ThorDivDev ThorDivDev - 1 month ago 8
C# Question

Surrogate Key Generator state file, is there a way to read file from another prog language?

Good day. I am trying to find a way to read the surrogate key state file to get what is its current value and how to change it. The problem being that the database is being constantly refreshed and I am needing a mechanism where I can get the max value from the table and then set the surrogate key state file.

From what I have been reading its not like the dataset (.ds) files where you can use the DataStage Designer tool to read it. I tried making a small C# application where it would read it as a binary file. Various articles explain that it is an unsigned 64 bit integer. Still when I try to read it, it gives a random set of numbers. It starts with one, then numbers ending in 999, and then it repeats. I tried reading it with the bit converter class but no luck either.

So far the only solution I have seen is to create a parallel or sequential job that gets the max number from the database and then creates the surrogate key with it as explained in http://it.toolbox.com/blogs/infosphere/datastage-8-tutorial-surrogate-key-state-files-17403.

I am not the first one to try changing it through code and was curious if there was some way to do it.

using DataStage 8.7
Tried with C# BinaryReader.ReadUInt64, BinaryReader.ReadInt64 and BitConverter.ConvertToUInt64

Update 2016-10-19:
The partial answer is that it can be read as a binary file. It is divided in 4 sets of 8 bytes. Something like this (you can see it with a hex editor.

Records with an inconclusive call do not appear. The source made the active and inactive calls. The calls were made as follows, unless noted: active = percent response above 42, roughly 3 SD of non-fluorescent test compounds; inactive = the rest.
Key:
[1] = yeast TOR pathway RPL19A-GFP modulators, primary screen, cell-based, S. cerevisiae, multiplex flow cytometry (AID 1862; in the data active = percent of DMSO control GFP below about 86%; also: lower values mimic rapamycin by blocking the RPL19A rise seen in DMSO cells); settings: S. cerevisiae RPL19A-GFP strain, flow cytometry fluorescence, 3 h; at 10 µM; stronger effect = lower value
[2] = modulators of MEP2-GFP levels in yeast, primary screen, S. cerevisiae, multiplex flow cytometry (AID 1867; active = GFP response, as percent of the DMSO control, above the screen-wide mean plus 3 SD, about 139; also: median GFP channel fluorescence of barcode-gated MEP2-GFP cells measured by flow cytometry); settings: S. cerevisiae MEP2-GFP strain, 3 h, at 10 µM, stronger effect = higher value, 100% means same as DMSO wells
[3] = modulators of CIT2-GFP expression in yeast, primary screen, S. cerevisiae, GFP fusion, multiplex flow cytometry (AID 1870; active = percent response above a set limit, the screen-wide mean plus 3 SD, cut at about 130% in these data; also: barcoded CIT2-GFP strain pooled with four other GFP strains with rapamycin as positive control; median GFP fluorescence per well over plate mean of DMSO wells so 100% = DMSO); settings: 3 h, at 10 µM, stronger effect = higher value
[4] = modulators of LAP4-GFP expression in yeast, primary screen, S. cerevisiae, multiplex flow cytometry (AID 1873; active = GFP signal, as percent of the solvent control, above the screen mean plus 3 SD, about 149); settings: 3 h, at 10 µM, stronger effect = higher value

01 00 00 00 00 00 00 00
00 00 00 00 00 00 00 05
00 00 00 00 00 00 00 08
00 00 00 00 00 00 00 08


The first set I think is the incremental number (+1, +5, etc)

Second Set is the initial value

Third set is the next number to assign

Fourth set I think is the end of the batch to assign. If you are doing 10 by 10 batches then third is 10 and fourth is 20 or that is how I think it works.

So for reading it by code you need to read it with a binary reader and get sets of 8 bytes to convert to UINT64.

The question still stands because I am not sure what they mean.

Answer

The reason for all this is that I am looking for a bug in the Surrogate Key State File. So when you go to the complex transformer (sorry there are no pictures), you will go to the properties and see it has a Surrogate Key Tab. You have three settings. One is for the file, one is for the initial value and another is for the block size.

The file is where current surrogate key is stored. I will explain soon how it is formatted. The Initial value is from what number you wish to start in, and the block size is to reserve a group of numbers for your transformer.

The file is formatted in 16 byte increments, first one is the current number. The number to assign is this number + 1, and the second is the end of the block size. It will only be 16 bytes when you do not define the initial value or the block size. if you define these it will be 32 bytes. Where the last two values are the current number and the block end.

So when you have two transformers or more using a the same file. It will assign a block that has numbers available before getting a new block and increasing the file size by 16 more bytes if its needed.

So what was the error, when you do not define the block size but define an initial value, the system block size will be around 1000 or so. Lets say you do a small example where all you have is a Row Generator connected to a transformer that ends in a sequential file. All you need is one row. Execute it many times, and lets say your initial value is 200. It will be 200,201,203,204,(1),205. For some reason it bugs in DataStage 8.7 and when you do not define the block size it returns back to one.

I hope this research on the subject will help someone because I looked and looked and there was not much on how to best use Surrogate Keys.

If you wish for the error to happen faster just delete the file and create a new one with C#, assign 4 UINT64 values saved as BYTES. first two values 1,1,200,300. Eventually it will do what I described.